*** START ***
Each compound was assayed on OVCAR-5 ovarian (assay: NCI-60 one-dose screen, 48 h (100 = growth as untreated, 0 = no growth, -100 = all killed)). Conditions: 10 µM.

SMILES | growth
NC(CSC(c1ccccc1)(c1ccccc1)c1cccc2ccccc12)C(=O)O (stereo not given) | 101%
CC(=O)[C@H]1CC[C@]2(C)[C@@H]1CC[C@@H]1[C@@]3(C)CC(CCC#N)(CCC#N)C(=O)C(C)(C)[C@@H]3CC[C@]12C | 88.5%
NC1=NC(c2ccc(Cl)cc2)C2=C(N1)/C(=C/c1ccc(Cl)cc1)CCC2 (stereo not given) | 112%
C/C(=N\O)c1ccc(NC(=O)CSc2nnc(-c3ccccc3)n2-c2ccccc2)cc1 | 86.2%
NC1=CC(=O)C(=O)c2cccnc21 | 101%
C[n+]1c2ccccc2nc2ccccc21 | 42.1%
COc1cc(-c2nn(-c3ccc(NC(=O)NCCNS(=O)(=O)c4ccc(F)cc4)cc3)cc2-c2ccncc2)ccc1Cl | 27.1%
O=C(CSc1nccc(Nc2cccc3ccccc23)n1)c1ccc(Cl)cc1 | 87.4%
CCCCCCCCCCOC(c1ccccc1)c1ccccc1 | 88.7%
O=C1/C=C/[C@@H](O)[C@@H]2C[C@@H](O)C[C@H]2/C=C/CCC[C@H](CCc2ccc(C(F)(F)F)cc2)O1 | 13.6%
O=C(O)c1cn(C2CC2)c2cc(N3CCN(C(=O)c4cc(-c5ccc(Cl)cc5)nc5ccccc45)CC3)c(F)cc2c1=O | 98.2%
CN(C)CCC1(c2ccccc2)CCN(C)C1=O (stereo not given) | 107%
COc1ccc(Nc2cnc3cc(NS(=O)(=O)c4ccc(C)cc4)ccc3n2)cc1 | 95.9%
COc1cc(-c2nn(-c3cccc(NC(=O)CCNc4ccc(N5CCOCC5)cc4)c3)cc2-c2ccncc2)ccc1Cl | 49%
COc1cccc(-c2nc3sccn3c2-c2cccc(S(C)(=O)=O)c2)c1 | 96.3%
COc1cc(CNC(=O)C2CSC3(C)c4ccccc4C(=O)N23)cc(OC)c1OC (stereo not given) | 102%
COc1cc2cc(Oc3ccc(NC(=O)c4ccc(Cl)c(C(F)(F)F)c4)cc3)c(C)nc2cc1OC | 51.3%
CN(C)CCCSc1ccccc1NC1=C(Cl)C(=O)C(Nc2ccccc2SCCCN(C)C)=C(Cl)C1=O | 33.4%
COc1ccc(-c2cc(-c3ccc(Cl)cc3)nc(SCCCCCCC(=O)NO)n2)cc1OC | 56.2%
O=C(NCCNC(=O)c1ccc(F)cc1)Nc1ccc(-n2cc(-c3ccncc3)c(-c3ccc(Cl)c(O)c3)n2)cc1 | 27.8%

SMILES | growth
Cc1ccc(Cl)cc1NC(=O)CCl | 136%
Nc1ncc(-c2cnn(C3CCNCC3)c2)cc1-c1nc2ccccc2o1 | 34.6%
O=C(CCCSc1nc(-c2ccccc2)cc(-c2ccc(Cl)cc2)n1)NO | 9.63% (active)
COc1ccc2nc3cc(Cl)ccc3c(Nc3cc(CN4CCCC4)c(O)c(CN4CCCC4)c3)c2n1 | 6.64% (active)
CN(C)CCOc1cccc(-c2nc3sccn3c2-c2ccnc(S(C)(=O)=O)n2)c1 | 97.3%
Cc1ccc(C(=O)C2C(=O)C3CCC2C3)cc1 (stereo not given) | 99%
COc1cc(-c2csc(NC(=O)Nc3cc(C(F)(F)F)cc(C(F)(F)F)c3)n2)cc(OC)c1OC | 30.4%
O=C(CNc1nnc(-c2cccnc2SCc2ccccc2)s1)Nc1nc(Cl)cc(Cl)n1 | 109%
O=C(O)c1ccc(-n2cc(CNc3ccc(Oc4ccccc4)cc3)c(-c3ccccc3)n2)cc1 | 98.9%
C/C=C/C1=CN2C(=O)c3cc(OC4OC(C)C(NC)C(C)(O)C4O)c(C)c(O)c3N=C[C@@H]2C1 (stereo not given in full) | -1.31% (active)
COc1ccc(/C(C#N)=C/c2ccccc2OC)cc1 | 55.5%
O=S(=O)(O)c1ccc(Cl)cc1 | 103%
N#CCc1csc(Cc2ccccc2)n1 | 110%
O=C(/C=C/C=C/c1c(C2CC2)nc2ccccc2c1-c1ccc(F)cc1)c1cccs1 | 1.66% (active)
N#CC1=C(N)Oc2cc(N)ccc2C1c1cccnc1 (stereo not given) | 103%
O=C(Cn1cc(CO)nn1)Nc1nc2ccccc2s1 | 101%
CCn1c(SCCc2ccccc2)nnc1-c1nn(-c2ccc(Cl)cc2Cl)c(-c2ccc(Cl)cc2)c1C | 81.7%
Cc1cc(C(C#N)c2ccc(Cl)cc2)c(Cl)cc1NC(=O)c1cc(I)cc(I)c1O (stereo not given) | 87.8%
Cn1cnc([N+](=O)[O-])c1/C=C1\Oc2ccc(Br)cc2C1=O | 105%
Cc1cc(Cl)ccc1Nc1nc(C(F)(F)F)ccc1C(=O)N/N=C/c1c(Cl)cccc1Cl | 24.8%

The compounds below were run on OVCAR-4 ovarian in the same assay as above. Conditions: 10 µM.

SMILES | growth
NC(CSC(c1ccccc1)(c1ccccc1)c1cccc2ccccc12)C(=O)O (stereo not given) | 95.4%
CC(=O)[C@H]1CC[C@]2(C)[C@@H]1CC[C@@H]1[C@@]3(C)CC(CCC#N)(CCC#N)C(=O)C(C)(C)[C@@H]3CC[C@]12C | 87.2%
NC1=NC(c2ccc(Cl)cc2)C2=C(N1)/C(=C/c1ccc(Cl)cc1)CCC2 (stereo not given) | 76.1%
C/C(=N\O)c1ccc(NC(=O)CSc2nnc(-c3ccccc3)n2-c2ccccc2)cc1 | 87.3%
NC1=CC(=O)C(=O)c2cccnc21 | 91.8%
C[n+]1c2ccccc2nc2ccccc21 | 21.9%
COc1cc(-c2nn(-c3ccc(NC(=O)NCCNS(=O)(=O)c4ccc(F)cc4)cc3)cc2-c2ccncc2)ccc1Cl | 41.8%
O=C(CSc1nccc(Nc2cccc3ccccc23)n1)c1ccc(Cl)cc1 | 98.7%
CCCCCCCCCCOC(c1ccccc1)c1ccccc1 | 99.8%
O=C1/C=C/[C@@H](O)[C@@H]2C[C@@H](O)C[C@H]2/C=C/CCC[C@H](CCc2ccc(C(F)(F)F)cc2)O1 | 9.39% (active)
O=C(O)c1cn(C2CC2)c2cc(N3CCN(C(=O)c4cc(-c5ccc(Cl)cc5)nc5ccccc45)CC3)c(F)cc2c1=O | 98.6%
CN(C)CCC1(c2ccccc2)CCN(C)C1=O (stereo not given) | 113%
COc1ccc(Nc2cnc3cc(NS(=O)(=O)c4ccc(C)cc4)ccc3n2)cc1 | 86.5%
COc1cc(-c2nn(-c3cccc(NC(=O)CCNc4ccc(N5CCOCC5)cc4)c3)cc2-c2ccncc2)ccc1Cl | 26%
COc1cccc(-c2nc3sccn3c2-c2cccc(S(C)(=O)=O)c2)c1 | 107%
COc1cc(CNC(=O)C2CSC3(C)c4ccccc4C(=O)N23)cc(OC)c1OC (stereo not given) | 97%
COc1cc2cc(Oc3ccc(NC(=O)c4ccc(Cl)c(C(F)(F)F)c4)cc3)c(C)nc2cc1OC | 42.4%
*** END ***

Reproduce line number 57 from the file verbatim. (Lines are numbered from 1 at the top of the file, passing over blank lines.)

CN(C)CCC1(c2ccccc2)CCN(C)C1=O (stereo not given) | 113%